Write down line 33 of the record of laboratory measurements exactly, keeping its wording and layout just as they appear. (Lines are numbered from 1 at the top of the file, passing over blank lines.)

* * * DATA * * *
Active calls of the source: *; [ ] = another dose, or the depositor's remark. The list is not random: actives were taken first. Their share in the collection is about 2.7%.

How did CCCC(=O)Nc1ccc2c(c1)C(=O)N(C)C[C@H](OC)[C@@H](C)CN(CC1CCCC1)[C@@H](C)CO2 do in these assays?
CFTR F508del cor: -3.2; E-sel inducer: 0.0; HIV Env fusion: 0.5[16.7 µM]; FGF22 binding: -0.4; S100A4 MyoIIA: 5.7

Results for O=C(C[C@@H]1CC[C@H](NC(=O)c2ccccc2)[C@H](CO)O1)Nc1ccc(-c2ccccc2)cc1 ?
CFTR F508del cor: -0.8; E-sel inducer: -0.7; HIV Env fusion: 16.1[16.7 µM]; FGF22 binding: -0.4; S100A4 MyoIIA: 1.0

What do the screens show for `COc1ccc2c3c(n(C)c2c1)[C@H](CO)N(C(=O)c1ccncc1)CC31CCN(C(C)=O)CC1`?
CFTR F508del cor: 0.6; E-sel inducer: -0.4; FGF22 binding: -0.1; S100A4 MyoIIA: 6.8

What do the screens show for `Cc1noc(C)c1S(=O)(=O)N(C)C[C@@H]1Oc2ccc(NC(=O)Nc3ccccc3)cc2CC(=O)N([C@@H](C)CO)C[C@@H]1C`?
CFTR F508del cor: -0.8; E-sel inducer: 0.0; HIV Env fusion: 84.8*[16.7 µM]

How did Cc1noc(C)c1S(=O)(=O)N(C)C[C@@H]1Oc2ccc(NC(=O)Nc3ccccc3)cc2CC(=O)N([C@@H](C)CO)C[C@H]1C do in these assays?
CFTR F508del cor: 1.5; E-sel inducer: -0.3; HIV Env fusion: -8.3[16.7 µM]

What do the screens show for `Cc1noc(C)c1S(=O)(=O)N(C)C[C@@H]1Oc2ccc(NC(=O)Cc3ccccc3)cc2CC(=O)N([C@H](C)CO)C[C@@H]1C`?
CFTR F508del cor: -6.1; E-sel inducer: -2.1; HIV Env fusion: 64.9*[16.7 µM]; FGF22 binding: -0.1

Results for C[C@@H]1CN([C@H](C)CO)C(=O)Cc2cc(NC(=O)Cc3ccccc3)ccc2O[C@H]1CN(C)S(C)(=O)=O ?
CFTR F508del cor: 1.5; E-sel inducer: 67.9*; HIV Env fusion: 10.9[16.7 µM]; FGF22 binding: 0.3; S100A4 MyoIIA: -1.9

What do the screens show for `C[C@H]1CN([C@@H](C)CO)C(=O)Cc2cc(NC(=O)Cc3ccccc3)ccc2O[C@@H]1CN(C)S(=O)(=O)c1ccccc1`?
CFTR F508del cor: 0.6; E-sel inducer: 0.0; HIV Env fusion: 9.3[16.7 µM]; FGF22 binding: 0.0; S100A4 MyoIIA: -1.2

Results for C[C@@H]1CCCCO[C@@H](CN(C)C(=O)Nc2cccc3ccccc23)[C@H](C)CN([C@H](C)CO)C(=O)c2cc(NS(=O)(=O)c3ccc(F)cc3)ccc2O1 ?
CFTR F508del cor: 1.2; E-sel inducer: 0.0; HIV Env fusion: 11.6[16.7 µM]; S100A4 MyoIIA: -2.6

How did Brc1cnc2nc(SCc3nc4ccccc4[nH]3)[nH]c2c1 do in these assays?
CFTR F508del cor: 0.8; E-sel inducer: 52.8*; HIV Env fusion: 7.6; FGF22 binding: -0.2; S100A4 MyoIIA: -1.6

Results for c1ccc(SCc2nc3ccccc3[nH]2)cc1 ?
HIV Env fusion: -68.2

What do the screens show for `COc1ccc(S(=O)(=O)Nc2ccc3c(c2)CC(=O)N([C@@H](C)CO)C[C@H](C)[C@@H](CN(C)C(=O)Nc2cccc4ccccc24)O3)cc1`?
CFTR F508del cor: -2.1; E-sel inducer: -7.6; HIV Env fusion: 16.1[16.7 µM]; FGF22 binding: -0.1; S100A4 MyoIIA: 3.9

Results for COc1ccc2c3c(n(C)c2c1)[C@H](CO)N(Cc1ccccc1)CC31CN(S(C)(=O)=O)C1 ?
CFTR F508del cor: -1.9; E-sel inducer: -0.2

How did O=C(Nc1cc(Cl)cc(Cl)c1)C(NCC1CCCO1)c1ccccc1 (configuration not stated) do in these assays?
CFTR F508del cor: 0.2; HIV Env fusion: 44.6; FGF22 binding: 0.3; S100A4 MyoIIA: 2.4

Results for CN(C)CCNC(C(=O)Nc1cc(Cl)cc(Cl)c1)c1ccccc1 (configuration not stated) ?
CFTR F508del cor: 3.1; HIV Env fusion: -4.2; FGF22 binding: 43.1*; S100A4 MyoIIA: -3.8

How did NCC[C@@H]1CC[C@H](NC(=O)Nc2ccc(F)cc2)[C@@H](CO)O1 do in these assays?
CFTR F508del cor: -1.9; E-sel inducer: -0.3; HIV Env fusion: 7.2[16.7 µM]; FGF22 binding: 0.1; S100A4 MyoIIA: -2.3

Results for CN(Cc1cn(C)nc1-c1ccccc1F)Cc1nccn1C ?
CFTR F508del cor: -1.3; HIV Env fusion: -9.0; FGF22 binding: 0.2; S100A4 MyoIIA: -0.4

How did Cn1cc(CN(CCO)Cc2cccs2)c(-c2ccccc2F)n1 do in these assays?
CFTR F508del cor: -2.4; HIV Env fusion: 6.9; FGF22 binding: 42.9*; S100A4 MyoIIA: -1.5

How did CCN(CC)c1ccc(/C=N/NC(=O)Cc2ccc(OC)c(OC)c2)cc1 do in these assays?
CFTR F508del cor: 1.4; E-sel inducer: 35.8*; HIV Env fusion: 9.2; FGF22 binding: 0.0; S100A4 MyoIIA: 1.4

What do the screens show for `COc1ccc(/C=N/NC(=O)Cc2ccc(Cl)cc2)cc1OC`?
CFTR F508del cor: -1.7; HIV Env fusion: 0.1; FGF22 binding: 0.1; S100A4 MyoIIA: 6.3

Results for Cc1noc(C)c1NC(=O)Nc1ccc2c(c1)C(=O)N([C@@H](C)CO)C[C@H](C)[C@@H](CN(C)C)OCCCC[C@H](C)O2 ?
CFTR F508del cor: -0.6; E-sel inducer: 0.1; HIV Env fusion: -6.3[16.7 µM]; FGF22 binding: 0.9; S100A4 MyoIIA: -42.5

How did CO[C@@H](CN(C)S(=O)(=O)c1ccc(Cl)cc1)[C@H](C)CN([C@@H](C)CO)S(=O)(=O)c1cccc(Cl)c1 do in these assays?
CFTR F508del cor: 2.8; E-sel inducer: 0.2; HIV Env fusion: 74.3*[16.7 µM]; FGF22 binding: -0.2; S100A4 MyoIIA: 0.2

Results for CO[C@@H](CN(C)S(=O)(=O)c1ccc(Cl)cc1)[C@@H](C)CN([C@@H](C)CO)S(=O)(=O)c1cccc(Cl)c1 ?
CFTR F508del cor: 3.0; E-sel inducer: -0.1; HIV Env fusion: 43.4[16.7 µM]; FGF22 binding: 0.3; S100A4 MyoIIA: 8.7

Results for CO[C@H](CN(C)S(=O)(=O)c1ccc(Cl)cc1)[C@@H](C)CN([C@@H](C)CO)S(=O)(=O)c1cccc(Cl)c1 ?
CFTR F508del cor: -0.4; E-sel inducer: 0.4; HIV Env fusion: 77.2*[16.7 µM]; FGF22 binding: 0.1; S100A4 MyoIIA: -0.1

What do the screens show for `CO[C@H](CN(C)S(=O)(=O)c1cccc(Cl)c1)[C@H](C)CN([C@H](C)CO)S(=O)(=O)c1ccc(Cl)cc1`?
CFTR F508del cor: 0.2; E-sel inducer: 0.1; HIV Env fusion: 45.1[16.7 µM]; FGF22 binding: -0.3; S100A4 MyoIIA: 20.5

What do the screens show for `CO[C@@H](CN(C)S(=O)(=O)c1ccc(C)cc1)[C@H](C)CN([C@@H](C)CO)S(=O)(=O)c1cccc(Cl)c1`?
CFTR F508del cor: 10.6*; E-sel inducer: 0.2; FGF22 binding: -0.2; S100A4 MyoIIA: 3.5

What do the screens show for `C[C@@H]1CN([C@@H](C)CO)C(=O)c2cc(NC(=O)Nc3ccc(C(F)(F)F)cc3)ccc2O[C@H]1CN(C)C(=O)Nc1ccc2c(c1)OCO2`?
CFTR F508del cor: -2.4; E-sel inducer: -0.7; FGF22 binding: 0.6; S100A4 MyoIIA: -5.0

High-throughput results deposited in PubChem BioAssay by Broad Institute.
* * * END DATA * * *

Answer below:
CFTR F508del cor: -1.9; E-sel inducer: -0.3; HIV Env fusion: 7.2[16.7 µM]; FGF22 binding: 0.1; S100A4 MyoIIA: -2.3